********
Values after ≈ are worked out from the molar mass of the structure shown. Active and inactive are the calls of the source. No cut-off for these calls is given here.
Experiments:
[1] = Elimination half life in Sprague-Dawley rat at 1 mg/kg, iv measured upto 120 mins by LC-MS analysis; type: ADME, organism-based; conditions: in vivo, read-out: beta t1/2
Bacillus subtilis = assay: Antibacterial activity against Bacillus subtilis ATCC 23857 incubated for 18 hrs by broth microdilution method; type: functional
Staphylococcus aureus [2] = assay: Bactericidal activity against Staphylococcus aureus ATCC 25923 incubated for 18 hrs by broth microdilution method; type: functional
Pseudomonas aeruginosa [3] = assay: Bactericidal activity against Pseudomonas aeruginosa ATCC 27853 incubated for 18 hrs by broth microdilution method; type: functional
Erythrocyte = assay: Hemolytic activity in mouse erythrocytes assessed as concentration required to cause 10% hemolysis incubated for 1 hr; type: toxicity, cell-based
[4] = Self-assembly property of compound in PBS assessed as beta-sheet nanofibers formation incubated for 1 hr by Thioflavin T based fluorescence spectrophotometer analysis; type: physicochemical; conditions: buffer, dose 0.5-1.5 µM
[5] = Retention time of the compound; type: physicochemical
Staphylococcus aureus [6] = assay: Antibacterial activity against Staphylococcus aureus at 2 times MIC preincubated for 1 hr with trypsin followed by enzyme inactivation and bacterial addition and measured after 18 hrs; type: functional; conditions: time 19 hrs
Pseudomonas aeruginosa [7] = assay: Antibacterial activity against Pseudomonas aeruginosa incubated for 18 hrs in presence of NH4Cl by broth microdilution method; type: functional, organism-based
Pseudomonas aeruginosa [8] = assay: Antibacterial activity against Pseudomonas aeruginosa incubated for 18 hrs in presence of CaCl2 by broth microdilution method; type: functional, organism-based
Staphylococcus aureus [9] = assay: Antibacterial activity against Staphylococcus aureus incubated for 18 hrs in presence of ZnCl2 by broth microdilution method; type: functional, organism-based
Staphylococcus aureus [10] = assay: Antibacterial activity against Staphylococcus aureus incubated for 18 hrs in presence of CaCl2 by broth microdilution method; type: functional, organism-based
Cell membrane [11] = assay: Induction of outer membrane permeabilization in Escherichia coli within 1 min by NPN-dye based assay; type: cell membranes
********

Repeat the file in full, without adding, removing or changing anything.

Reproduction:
Values after ≈ are worked out from the molar mass of the structure shown. Active and inactive are the calls of the source. No cut-off for these calls is given here.
Experiments:
[1] = Elimination half life in Sprague-Dawley rat at 1 mg/kg, iv measured upto 120 mins by LC-MS analysis; type: ADME, organism-based; conditions: in vivo, read-out: beta t1/2
Bacillus subtilis = assay: Antibacterial activity against Bacillus subtilis ATCC 23857 incubated for 18 hrs by broth microdilution method; type: functional
Staphylococcus aureus [2] = assay: Bactericidal activity against Staphylococcus aureus ATCC 25923 incubated for 18 hrs by broth microdilution method; type: functional
Pseudomonas aeruginosa [3] = assay: Bactericidal activity against Pseudomonas aeruginosa ATCC 27853 incubated for 18 hrs by broth microdilution method; type: functional
Erythrocyte = assay: Hemolytic activity in mouse erythrocytes assessed as concentration required to cause 10% hemolysis incubated for 1 hr; type: toxicity, cell-based
[4] = Self-assembly property of compound in PBS assessed as beta-sheet nanofibers formation incubated for 1 hr by Thioflavin T based fluorescence spectrophotometer analysis; type: physicochemical; conditions: buffer, dose 0.5-1.5 µM
[5] = Retention time of the compound; type: physicochemical
Staphylococcus aureus [6] = assay: Antibacterial activity against Staphylococcus aureus at 2 times MIC preincubated for 1 hr with trypsin followed by enzyme inactivation and bacterial addition and measured after 18 hrs; type: functional; conditions: time 19 hrs
Pseudomonas aeruginosa [7] = assay: Antibacterial activity against Pseudomonas aeruginosa incubated for 18 hrs in presence of NH4Cl by broth microdilution method; type: functional, organism-based
Pseudomonas aeruginosa [8] = assay: Antibacterial activity against Pseudomonas aeruginosa incubated for 18 hrs in presence of CaCl2 by broth microdilution method; type: functional, organism-based
Staphylococcus aureus [9] = assay: Antibacterial activity against Staphylococcus aureus incubated for 18 hrs in presence of ZnCl2 by broth microdilution method; type: functional, organism-based
Staphylococcus aureus [10] = assay: Antibacterial activity against Staphylococcus aureus incubated for 18 hrs in presence of CaCl2 by broth microdilution method; type: functional, organism-based
Cell membrane [11] = assay: Induction of outer membrane permeabilization in Escherichia coli within 1 min by NPN-dye based assay; type: cell membranes